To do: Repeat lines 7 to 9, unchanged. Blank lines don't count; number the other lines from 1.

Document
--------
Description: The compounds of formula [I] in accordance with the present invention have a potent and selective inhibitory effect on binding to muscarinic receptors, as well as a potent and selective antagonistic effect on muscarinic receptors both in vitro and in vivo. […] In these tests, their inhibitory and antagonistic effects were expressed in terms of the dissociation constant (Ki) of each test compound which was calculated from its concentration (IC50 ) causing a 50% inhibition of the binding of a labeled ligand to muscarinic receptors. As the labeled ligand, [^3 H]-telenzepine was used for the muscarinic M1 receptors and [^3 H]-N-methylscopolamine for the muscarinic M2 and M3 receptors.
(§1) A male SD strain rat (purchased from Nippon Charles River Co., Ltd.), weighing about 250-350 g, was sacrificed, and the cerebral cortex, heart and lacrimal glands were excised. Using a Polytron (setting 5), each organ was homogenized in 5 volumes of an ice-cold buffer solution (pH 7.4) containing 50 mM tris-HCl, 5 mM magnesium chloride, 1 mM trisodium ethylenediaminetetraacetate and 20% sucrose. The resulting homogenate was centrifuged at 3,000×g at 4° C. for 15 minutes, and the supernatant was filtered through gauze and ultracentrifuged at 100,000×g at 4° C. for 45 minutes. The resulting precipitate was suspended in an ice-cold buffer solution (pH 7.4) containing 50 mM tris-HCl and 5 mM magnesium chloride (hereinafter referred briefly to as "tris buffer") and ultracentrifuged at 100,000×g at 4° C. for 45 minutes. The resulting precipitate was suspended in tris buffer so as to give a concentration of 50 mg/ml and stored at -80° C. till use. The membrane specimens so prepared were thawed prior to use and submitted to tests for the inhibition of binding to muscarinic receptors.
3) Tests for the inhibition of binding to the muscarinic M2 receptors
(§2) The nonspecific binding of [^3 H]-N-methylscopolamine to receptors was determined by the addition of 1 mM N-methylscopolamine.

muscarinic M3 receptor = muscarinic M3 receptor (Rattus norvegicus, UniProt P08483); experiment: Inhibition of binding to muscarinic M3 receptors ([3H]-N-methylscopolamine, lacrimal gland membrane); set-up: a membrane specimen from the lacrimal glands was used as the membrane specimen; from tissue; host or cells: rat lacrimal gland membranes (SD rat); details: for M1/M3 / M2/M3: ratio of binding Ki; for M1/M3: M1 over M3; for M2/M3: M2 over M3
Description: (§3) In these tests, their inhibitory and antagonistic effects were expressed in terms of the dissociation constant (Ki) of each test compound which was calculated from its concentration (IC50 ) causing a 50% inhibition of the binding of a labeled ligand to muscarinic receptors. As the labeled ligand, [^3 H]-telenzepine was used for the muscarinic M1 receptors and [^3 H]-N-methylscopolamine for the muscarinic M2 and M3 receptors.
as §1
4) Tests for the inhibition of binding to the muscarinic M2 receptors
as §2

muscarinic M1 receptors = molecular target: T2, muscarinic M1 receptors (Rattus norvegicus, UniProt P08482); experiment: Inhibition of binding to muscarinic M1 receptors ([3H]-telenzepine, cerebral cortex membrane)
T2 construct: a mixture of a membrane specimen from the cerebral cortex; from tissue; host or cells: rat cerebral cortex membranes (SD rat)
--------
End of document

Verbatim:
as §1
4) Tests for the inhibition of binding to the muscarinic M2 receptors
as §2